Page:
We've heard the RZA drop lines about the study of mathematics in several of his verses, and now he's using numbers to dispute Cappadonna's claims of being jerked in business dealings with the Wu-Tang Clan. He says that if Donna has any disputes, he can go back and look at the books.
"According to my lawyers and the people on my team over these years, they say I've been one of the most foolish businessmen in the game because I treat my artists too fair," RZA said Wednesday, defending himself. "I'm supposed to be sitting on mad, mad mega[millions] 'cause these n---as all rob each other in this game. I don't rob my n---as. In all reality, the way you gotta get on in this business is you gotta rob the next mutha----a, but that's not my mentality. That's not my heart."
Last month Cappadonna opened up to MTV News, saying that he had only received one royalty check his entire career and that Wu-Tang never paid him for his guest spots on their various group LPs and solo projects (see "Cappadonna Opts To Be Homeless, Drives Cab To Support Fam"). RZA disputed the allegations, saying that Cap earned at least $500,000 while signed to his Epic imprint, Razor Sharp, from 1995 to 1998. After 1998, RZA said, Cap was signed with Sony Music.
"Any dollar that came to us for Cappa, he received," RZA said about the man he says he still considers a friend. "If anybody owes him money, it's Sony. Sony's his record company; check on Sony for it. If you talking about the Wu-Tang Clan albums, those were courtesy appearances and he got paid upfront for them. That was a courtesy to him, not a courtesy to us. We let him shine [on the albums], but we paid him for that. He didn't just rap, it was like, 'Homie, here's a stack of cheese.' "
RZA said when he first heard about Cap's claims of being treated unfairly, he called his former rhyme accomplice and Donna denied the story. But when he heard it from the horse's mouth a few days ago when Cap was on the New York radio show "The Wendy Williams Experience" promoting an appearance MTV2's "The Wrap," RZA was a little upset.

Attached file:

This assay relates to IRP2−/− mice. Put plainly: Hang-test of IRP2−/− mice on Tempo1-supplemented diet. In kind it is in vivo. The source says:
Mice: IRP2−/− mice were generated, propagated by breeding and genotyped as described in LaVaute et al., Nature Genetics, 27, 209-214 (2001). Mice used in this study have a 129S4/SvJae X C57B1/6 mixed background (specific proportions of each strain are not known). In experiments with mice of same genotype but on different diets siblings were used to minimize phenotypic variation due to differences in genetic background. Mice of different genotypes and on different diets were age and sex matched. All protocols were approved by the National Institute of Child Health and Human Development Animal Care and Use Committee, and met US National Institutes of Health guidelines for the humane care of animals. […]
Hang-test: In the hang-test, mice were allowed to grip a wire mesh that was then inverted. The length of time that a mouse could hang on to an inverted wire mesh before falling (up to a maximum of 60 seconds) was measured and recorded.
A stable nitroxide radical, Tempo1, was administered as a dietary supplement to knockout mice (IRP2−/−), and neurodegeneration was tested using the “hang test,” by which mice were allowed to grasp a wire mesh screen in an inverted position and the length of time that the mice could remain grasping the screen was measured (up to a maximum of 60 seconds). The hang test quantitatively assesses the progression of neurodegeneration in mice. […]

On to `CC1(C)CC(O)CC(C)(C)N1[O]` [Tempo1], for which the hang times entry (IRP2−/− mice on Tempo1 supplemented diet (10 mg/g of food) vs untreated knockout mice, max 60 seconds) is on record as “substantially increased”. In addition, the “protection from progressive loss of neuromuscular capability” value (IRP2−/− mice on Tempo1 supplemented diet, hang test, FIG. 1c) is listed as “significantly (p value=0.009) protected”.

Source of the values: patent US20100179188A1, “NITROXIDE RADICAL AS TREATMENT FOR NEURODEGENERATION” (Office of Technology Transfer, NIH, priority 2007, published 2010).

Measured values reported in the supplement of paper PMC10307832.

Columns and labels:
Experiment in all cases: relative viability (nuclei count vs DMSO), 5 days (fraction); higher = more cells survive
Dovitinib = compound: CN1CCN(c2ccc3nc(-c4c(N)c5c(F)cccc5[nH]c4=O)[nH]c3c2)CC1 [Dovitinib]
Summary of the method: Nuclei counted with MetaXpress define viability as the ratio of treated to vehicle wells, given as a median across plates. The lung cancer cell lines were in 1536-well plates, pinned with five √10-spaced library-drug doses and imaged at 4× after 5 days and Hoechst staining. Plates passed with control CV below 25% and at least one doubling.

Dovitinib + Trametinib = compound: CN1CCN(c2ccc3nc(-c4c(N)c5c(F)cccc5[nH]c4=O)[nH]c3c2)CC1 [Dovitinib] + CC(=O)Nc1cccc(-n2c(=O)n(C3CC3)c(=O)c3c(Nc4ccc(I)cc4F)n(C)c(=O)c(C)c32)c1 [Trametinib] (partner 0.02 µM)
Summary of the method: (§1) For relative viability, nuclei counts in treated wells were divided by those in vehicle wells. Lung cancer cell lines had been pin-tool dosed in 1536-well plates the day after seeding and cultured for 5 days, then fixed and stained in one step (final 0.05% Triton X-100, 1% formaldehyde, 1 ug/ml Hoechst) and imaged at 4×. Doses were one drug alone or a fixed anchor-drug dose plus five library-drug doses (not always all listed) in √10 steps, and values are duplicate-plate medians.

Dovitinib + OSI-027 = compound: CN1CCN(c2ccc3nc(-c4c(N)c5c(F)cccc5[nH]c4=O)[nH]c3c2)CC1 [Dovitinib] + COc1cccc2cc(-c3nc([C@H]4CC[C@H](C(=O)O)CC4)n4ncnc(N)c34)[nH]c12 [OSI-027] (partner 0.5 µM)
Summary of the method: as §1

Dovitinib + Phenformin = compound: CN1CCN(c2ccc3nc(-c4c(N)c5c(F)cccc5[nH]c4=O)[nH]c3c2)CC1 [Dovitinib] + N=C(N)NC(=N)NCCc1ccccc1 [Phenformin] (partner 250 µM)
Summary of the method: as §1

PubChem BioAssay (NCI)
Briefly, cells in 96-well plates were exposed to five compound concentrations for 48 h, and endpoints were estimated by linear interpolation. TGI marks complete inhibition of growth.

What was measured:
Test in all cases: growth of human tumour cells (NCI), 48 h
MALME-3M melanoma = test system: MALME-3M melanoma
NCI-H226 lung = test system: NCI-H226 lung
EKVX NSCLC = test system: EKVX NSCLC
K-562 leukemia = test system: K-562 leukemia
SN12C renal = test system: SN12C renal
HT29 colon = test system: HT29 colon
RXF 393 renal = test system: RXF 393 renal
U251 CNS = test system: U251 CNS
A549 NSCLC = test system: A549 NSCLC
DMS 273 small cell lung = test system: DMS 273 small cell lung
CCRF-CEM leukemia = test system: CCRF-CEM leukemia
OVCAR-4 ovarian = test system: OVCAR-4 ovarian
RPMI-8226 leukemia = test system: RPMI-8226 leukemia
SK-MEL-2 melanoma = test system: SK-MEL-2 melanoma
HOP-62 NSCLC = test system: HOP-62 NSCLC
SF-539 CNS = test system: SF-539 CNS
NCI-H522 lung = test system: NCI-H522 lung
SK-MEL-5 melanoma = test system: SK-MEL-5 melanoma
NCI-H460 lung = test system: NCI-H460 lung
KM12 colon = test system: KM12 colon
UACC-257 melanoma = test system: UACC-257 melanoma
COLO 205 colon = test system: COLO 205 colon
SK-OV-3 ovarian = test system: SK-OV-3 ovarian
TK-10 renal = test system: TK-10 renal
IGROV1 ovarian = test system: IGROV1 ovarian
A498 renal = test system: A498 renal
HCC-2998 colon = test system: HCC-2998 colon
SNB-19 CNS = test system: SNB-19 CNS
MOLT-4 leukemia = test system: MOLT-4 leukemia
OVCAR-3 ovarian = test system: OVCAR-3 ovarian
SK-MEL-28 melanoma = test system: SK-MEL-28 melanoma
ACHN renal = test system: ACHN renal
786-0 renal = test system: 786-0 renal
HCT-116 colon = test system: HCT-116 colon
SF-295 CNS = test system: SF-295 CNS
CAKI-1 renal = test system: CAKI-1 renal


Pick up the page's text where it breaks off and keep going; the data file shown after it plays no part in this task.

"He was saying that he was driving cabs and all that sh-- and I wouldn't even share that business," RZA scoffed. "Whatever you going through in your struggle, son, that's your struggle. You made your own mistakes. Nobody made no mistakes to mess up my n---a. [Cap] made his own decisions, and the decisions he made wasn't proper, that's all.
"If he's homeless, that sh-- is f---ed up," RZA added. "It's enough of us in the crew that have love so if he's in a bad situation he can easily reach out to somebody if his pride ain't covering his eyes. He reached out before to my people like, 'Yo, I need a quick 10 [grand].' It's a recession now since 9-11, so it probably got tight around the belt. He probably didn't prepare for this."
Prepared or not, Cap makes no apologies for his current lifestyle.
"Now I do whatever I gotta do, man," Cap said earlier this week in Baltimore. "If I have to snatch a pocketbook, if I gotta go to the store and rob some milk for my babies, then that's what I gotta do. I'mma do whatever I gotta do, bite whoever I gotta bite, eat whoever I gotta eat to get mine."
For now, Donna has put the mask and gloves on the shelf and isn't resorting to cannibalism, either. He's still working as a gypsy cab driver in Baltimore.
"It's called hacking out here," he explained. "I was telling [my passengers] my name is Hack Love from the Heavens Above, but they get in the car and say 'Cap.' "
For as little as $10, Cap will give you a round-trip ride to some locations, even if you're doing wrong. "Crackheads is picking me up, taking me to people's houses," he said. "They hit the houses up, come out with TVs. But it's like, 'Where you going? Pawn shop?' Good. I can get paid."
Cap's new LP, The Struggle, is slated to drop sometime this summer.
To see Cappadonna at work as a cab driver, tune in to MTV2 on Sunday. He'll be featured on the latest episode of "The Wrap," which premieres at 9:30 p.m.